Storytelling is essential for forging relationships with your audience in today’s marketplace. You might understand the need for storytelling conceptually, but in terms of execution…well, you’re stuck at “once upon a time”. Starting is actually the hardest part for any writer whether they’re an old pro or a casual storyteller. Use this checklist of questions to ask yourself to find and to inspire your story.
How to Find Your ‘Who am I’ Story
The first story you tell is an important one because you’re letting your audience know who you are. This is the story most audiences use to decide if they like you and want to get to know you better. To help you identify the story, pretend you met your ideal audience member in an elevator. What would you tell them?
- Who am I? What do I do?
- Why did I start my business?
- What excites me to get out of bed every morning (related to my business)?
- What do I hope my business accomplishes?
- What challenges have I overcome to arrive at this point?
- How am I / is my business special or unique? What do I do differently from everyone else that adds value?
These questions get you started. Keep in mind that your story isn’t a whitepaper, so you should relate personal experiences. Personal experiences humanize you, and they help audiences forge emotional connections with you. If you were inspired to start your women’s clothing business because a bout with breast cancer in your 20s made you feel unattractive and your goal is to make all women feel beautiful, then tell that story. It’s part of what makes you stand out.
How to Find Your Audience’s Story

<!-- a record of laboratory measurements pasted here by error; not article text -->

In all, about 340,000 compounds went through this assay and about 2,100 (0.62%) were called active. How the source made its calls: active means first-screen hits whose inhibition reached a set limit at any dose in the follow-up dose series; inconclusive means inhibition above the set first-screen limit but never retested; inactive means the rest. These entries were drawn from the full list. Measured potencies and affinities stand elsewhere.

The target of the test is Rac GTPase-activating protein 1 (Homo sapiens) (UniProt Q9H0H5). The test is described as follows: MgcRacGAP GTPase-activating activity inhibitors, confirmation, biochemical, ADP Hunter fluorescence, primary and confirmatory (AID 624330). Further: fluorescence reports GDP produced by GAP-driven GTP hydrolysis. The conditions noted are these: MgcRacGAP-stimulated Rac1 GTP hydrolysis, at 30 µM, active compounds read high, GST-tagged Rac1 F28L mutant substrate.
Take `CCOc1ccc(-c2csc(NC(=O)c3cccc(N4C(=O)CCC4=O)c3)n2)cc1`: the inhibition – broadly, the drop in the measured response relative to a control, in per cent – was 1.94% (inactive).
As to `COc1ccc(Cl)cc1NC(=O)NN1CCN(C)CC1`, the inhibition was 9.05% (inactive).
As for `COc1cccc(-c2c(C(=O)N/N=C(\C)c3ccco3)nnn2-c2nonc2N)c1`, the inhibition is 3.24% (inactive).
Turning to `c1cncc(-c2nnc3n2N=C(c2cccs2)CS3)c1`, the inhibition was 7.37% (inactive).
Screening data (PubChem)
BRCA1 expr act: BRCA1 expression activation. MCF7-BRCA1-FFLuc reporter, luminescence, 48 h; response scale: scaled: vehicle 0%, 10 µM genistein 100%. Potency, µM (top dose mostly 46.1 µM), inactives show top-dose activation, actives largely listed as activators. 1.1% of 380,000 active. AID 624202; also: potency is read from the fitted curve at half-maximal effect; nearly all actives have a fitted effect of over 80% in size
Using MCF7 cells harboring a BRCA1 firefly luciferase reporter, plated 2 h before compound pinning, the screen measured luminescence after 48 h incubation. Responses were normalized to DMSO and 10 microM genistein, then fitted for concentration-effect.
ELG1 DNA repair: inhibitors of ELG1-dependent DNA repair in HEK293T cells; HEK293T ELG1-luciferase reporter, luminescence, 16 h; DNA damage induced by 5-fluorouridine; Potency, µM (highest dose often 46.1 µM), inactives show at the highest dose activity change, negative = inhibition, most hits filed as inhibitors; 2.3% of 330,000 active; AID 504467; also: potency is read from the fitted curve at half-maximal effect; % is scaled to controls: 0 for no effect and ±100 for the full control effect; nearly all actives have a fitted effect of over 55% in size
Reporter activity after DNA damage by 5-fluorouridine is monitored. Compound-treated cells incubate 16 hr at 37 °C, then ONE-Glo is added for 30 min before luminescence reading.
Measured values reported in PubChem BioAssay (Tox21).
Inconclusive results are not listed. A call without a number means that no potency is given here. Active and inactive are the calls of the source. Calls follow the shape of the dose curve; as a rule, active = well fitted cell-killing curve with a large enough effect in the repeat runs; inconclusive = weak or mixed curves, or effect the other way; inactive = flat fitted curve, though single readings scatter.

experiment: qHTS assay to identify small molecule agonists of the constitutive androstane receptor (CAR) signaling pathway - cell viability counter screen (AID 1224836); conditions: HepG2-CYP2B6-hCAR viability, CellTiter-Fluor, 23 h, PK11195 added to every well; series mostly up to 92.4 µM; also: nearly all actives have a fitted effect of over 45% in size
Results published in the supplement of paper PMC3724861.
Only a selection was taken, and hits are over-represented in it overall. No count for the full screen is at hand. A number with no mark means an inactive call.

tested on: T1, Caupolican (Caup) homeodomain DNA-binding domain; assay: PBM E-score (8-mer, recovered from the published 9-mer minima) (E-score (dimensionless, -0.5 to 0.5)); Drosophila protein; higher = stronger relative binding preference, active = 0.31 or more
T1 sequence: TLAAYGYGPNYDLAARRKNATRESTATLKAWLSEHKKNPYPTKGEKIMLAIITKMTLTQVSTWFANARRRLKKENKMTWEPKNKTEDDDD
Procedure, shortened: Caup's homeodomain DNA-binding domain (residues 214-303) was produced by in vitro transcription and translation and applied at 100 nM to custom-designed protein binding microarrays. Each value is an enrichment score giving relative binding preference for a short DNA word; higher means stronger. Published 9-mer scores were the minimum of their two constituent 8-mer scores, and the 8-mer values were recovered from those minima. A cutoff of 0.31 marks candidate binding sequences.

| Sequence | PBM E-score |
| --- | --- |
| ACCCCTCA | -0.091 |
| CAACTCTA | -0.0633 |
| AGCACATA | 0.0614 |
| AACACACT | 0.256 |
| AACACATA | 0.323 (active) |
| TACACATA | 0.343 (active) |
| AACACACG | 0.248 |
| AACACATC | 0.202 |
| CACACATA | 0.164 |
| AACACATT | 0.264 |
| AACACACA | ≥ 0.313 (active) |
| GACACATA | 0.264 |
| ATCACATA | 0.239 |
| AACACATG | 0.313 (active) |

A substantial part of your story is your audience’s story; however, instead of thinking of audience broadly, think small. Pick one perfect, ideal, super-fan audience member and discover their story.
- Who is my super-fan? What do they want?
- What are their problems? How can I solve those problems?
- How does my audience see themselves and how do they want to see themselves?
- What causes does my audience believe in?
- Where does my audience work?
- What websites do they visit? Where do they shop? What social media groups do they belong to?
Essentially, you want to create a profile of your audience. The best way to go about this is to interview a handful of super-fans to understand them. You might be surprised to learn that what your audience really wants is only a hair off of what you thought they wanted (which can make a huge difference).
How to Find Stories that Add Value
You have your story, and you have your audience’s story. Now you need to find stories that add value to your audience while relating with your brand identity.
- What new information or tips can I provide my audience? What would help them? (Think in terms of ‘how to’ information.)
- What experiences can I share that will help my audience? (Think of times where you succeeded or failed and talk about those experiences.)
- What resources do I have that will help my audience solve their problem? (Think of the resources that have helped you, and then create a list that explains how they improved your life.)
At the back of your mind, you should always ask, ‘why’ and ‘how’. Why does my audience need this? Why is this good information? How is this different from what’s already out there? How is this solving my audience’s problem? These are the questions that not only help you find your story but that help you continue telling it.
The power of great storytelling is real. If you’re not sure where to start your story or how to engage your audience on multiple platforms, contact us, The Storyteller Agency. Our storytelling experts can help you find and tell your story in such a way that you’ll see real results.